Round 3: A.I.

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The most spirited round of debate focused on Brian's question about artificial intelligence in Star Trek versus Star Wars.

Andrea: The difference between how these two universes deal with this has to do with how androids and robots are presented and how humans interact with them. There is this intersection of robotics and psychology that deals with something called the uncanny valley…the uncanny valley refers to non-human beings like androids and robots. The closer they start to represent human form, the more revulsion and disgust we humans feel…This is a biological response…The closer you get to human form, the more negative emotions people feel…If you think of R2D2 being purely robotic and not trying to be anthropomorphic, not trying to emulate human form…Star Wars understands that humans and andriods/robots need to work together with a clear distinction…whereas we have someone like Data who you would think would instill this disgust and revulsion because he's just a little too close to being human, but you've got [Star Trek's] universe interacting with him and loving him as if it's not weird. 
Larry: Everything you said is very true…That reaction is completely what happens in Trek…you've got stories like "What Are Little Girls Made Of"…they're all disgusted when Dr. Korby turns out to be an android…it's the same thing with "I, Mudd"…Star Trek over its own eras…has a spectrum of how it treats artificial intelligence…There were plenty of people…who didn't like Data…it's a complex question in the Star Trek universe and its constantly evaluating.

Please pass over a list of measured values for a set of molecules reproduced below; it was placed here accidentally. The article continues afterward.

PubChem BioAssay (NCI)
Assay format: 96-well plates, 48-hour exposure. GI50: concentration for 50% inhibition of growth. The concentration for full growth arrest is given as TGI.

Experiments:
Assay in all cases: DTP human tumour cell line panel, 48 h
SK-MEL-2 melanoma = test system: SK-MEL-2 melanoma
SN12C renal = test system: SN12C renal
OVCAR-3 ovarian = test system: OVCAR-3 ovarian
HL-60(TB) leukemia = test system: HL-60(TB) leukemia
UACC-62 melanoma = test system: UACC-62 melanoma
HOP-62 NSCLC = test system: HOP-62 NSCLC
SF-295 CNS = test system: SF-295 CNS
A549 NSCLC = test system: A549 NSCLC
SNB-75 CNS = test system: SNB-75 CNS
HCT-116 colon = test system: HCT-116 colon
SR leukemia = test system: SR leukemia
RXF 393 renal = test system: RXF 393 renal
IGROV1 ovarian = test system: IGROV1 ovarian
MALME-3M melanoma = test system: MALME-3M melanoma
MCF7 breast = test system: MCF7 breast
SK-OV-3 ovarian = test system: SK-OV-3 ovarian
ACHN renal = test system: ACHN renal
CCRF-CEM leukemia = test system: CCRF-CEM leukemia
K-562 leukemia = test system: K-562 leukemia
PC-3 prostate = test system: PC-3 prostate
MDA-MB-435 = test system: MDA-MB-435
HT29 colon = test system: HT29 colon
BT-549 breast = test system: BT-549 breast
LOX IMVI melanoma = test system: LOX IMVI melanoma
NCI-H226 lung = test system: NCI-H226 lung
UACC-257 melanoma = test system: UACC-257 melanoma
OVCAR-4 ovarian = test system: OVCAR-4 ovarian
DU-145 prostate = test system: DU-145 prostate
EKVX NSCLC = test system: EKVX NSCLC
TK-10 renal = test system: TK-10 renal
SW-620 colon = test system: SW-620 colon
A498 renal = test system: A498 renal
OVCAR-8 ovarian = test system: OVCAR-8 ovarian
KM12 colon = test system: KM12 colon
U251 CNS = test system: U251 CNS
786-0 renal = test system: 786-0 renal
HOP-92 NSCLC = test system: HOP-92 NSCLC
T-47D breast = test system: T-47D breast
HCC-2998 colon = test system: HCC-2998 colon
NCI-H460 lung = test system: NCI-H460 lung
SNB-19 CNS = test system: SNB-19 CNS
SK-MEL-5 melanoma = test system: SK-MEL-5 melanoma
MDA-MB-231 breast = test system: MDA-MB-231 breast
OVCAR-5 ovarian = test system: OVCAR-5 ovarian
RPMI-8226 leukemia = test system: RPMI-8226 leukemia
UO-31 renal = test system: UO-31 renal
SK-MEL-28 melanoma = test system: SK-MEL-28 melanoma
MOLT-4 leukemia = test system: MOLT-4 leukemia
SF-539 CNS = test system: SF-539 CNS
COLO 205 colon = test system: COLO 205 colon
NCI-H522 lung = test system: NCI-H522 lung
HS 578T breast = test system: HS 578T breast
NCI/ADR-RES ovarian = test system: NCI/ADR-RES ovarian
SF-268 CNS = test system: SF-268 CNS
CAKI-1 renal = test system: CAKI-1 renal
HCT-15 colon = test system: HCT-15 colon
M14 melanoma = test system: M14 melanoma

Hugh: Star Trek really glosses it over and they're almost afraid of it. If you look at Battlestar Galactica, that's humanity reacting to artificial intelligence or robot kind that could wipe us out, that could take our jobs. Star Trek never deals with unemployment…Some schmo is not on the Enterprise because Data is. You gotta figure somebody somewhere has some ambition in Star Trek, I don't know where they are, but someone is losing their job to Data right?
Larry: …that's the core of "The Measure of a Man". Guinan finally gets to Picard about the secret to defending Data in their trial and says, "Oh yeah a whole army of Datas, that'll be just the ticket." The subtext is slavery.
Ali: You're both right…What Star Wars does beautifully…is it deals with emotion really well. The droids have emotion and personality. R2D2 has personality and all you hear from him is BEEP-BEEP-BEEP-BEEP-BEEP-BEEP…with Data the reason we don't have the revulsion…is because he doesn't have emotion…that's why people aren't scared of him to the degree psychologists would predict because we don't see him as completely like us. 

Round 4: The Test

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The Kobayashi Maru versus the Dagobah cave - what does each test say about its hero?

Andrea: Both tests represent pieces of [A Hero's Journey]. The Dagobah Cave is a more emotional...It's almost a projective test…of all the deep emotional stuff Luke is dealing with…It is a test of his ability to balance [emotions], just like the Jedi way of balancing positive and negative emotions.
Ali: The Dagobah cave is a great test of fear. Something that we do as psychologists is exposure therapy. People come to us with fears…and we slowly have people learn that they can ride out their fears and the urge to want to run away from [their fears]. The Kobayashi Maru test is test of heroism - we know heroes put their lives in danger and make a decision that might risk their life for the benefit of other people…how do you respond to that when you're in this no-win scenario?

Be sure to watch the full video for much more including lots of jokes about lightsabers, the Borg, Star Wars prequels, and a great debate on the Death Star versus the genesis device!

Stay tuned for more panels on the psychology of science fiction at future conventions.